It Happens Here

georgetown-university-004Within the past month, The Hoya has published the stories of Willa Murphy — in collaboration with Zoe Dobkin (SFS ’16) — and Olivia Hinerfeld (SFS ’17), two sexual assault survivors who have used their experiences to fight the systemic injustices of rape and gendered violence on Georgetown’s campus.

In solidarity with the efforts of Murphy, Dobkin, Hinerfeld and numerous other members of the Hoya community — and in hopes of furthering a more meaningful and change-inducing discourse about sexual assault on the Hilltop — 4E has elected to share the following photo series, which details the experiences of several sexual assault survivors at Georgetown.

The following photographs contain images of Georgetown students and alumni who are survivors of sexual assault and dating violence. Each poster depicts reactions that survivors encountered following their assaults. The names and schools of the survivors have been withheld to protect identities.

This photo series is in no way a full representation of the various intersectionalities of gendered violence on Georgetown’s campus, nor does it explore all of the complex matrices formed by sexual assault and biological sex, gender, age, race, education, ability, ethnicity and class.

Nonetheless, the photos and experiences presented by the following Hoyas demonstrate the damaging pervasiveness of rape culture at Georgetown. They are a terrible but necessary reminder that sexual assault happens here on the Hilltop, and much work must still be done to achieve personal and institutional justice for survivors.

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“This phrase was the first reaction of many of the people to whom I told my story. I refuse to accept ‘a cultural thing’ as an excuse for his, or anyone’s, inappropriate behavior. Not only is it insulting to people of that culture, but it abdicates him of responsibility. I understand my friends’ desires to explain such actions in simple terms, but it won’t stop the behaviors, nor their effects.” — Preferred not to disclose class year
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Class of 2015
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Class of 2017
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Class of 2014
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Class of 2018
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“After I was assaulted, someone from Res Living instructed me to always keep my door open when talking with a resident. Not only is that ridiculous and impractical, but to my knowledge no other RA has ever been told to do that.” — Class of 2015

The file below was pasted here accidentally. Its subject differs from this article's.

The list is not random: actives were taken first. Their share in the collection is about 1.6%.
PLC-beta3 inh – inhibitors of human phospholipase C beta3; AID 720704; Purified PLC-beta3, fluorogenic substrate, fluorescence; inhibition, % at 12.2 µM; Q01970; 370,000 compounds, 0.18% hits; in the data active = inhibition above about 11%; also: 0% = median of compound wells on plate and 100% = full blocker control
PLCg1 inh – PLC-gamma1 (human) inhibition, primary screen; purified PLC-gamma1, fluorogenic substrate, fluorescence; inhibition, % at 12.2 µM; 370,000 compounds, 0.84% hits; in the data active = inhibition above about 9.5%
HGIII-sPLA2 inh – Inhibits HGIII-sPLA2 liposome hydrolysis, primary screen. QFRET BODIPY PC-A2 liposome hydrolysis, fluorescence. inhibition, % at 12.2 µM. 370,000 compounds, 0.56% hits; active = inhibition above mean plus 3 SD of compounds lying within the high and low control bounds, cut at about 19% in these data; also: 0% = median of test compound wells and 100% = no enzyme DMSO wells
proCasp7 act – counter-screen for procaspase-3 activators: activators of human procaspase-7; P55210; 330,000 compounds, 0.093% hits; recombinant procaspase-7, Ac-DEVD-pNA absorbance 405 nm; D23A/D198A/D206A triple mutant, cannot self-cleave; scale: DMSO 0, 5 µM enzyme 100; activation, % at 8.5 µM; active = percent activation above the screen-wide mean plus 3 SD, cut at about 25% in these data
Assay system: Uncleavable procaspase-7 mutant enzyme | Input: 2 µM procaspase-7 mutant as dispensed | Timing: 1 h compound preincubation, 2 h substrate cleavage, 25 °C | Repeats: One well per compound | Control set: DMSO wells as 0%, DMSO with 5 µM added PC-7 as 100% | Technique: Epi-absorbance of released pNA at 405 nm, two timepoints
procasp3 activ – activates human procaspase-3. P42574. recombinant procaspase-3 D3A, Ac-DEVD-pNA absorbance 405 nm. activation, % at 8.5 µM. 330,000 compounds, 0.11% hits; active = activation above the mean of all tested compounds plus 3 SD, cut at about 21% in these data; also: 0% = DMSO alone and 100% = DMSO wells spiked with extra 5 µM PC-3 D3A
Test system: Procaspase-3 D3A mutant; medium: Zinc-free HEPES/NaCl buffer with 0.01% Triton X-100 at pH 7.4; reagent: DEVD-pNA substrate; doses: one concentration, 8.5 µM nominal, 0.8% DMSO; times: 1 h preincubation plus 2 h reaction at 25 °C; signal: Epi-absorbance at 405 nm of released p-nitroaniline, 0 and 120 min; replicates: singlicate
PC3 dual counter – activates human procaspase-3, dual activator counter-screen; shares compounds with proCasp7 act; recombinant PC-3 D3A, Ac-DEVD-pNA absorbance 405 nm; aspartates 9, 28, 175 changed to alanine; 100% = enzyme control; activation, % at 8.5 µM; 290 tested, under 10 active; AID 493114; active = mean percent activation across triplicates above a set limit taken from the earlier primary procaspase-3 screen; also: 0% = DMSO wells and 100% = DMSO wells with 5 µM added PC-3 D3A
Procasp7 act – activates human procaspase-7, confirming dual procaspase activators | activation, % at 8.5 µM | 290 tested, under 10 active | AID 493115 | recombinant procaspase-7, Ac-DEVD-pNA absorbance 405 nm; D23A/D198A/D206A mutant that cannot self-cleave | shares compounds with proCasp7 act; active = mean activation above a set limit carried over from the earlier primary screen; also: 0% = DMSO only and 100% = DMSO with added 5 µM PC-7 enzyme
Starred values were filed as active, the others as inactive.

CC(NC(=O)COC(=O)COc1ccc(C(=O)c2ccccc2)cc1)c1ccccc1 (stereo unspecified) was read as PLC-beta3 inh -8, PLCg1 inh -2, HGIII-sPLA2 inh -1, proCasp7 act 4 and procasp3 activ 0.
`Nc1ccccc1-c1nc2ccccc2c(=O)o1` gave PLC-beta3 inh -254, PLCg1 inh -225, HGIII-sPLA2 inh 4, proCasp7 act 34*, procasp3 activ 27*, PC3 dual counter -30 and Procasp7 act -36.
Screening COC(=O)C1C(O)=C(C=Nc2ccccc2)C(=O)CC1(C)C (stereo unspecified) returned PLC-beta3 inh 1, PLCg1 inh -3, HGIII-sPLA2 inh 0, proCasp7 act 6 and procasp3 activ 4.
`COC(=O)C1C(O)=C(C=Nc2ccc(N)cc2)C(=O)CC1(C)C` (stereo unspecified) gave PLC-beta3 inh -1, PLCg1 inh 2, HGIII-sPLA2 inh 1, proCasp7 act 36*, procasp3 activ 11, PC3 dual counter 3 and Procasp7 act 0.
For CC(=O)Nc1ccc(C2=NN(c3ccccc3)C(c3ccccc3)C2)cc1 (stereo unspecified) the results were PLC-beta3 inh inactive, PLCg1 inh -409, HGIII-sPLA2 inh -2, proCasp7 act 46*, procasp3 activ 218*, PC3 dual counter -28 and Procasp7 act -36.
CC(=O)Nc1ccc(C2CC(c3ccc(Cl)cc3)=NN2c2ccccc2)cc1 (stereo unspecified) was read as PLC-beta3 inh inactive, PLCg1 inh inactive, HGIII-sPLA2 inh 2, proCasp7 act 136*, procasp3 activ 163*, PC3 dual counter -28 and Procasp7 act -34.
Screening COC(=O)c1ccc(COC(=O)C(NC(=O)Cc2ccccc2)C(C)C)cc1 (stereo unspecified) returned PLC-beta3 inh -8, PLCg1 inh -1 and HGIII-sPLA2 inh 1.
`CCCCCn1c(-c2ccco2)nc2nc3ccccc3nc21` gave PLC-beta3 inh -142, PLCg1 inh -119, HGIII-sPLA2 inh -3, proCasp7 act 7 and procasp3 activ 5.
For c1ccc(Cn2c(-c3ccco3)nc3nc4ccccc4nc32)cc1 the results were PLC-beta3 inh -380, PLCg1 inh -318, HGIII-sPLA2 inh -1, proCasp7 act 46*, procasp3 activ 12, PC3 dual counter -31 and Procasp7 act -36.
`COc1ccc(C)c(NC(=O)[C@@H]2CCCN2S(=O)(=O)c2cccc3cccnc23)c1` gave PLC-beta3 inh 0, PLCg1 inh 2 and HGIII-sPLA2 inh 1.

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Class of 2017
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Class of 2017
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Class of 2016
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Class of 2015
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Class of 2017
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Class of 2017
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Preferred not to disclose class year

Featured image: vvmf.wordpress.com

7 Questions with Take Back The Night

Seven questions with take back the night

Since 1975, women have been holding Take Back the Night events and combatting sexual assault, domestic violence, dating violence and sexual abuse. In 2001, Take Back the Night was officially established as a non-profit organization dedicated to those causes.

The Month of April is Sexual Assault Awareness Month, and as part of its campaign to end sexual and domestic violence, Georgetown University Take Bake The Night (GU TBTN) is holding Take Back The Night Week from April 8-12. To learn more about TBTN Week, sexual assault on college campuses, and most importantly, what Hoyas can do to combat gender-based violence, we sat down with Deanna Arthur (SFS ’14) and Kat Kelley (NHS ’14), Co-Chairs of GU TBTN, and Mary Toscano (COL ’14), Domestic Violence Liaison for GU TBTN.

What is GU TBTN and what is its focus?

“GU TBTN is an advocacy organization focused on fighting gender-based violence,” said Kelley. “Our main goal is to provide awareness and education about these types of violence. We really want to get people talking and thinking about these issues. We put on the Vagina Monologues every year, we do movie screenings and we especially put our focus on the month of April which is Sexual Assault Awareness Month.”

Currently, GU TBTN is leading numerous initiatives to raise awareness about sexual and domestic violence. According to Toscano, “We’ve done a lot of lobbying with other organizations for the reauthorization for the Violence Against Women Act (VAWA). We had a petition and, for us, it was really important to educate other students about VAWA. Another thing that we’re working on is an event specifically devoted to Domestic Violence that will take place during TBTN Week. We’re going to photograph people in Red Square holding signs and the whole purpose of the event is to incorporate people from different perspectives.” The event will feature members from GU Pride, international groups and other student organizations.

Though it is something that is commonly talked about, many people don’t know what sexual assault really is. What is the real definition sexual assault?